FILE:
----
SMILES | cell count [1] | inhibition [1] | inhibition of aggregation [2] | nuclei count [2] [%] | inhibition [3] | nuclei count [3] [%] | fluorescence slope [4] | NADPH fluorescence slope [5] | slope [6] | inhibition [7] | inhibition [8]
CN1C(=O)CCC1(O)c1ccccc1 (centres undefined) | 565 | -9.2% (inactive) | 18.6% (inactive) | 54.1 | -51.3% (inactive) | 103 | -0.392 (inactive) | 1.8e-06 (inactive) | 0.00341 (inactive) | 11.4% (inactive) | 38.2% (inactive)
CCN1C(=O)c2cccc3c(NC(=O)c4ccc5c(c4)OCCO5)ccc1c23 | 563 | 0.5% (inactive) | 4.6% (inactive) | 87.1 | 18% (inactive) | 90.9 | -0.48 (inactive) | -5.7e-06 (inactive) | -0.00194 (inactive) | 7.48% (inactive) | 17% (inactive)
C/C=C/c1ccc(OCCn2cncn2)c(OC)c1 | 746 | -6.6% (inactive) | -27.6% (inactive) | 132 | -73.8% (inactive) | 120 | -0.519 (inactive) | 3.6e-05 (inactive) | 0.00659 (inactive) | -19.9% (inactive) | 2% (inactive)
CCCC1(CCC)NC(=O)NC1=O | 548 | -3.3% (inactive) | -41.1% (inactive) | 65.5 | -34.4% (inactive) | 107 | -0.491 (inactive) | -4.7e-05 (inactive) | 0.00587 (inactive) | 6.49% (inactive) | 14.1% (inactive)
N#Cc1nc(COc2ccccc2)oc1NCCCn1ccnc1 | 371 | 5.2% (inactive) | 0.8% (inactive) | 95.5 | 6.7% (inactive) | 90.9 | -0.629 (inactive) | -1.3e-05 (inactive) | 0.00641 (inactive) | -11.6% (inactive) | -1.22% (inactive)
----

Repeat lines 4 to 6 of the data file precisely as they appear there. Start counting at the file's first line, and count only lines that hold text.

C/C=C/c1ccc(OCCn2cncn2)c(OC)c1 | 746 | -6.6% (inactive) | -27.6% (inactive) | 132 | -73.8% (inactive) | 120 | -0.519 (inactive) | 3.6e-05 (inactive) | 0.00659 (inactive) | -19.9% (inactive) | 2% (inactive)
CCCC1(CCC)NC(=O)NC1=O | 548 | -3.3% (inactive) | -41.1% (inactive) | 65.5 | -34.4% (inactive) | 107 | -0.491 (inactive) | -4.7e-05 (inactive) | 0.00587 (inactive) | 6.49% (inactive) | 14.1% (inactive)
N#Cc1nc(COc2ccccc2)oc1NCCCn1ccnc1 | 371 | 5.2% (inactive) | 0.8% (inactive) | 95.5 | 6.7% (inactive) | 90.9 | -0.629 (inactive) | -1.3e-05 (inactive) | 0.00641 (inactive) | -11.6% (inactive) | -1.22% (inactive)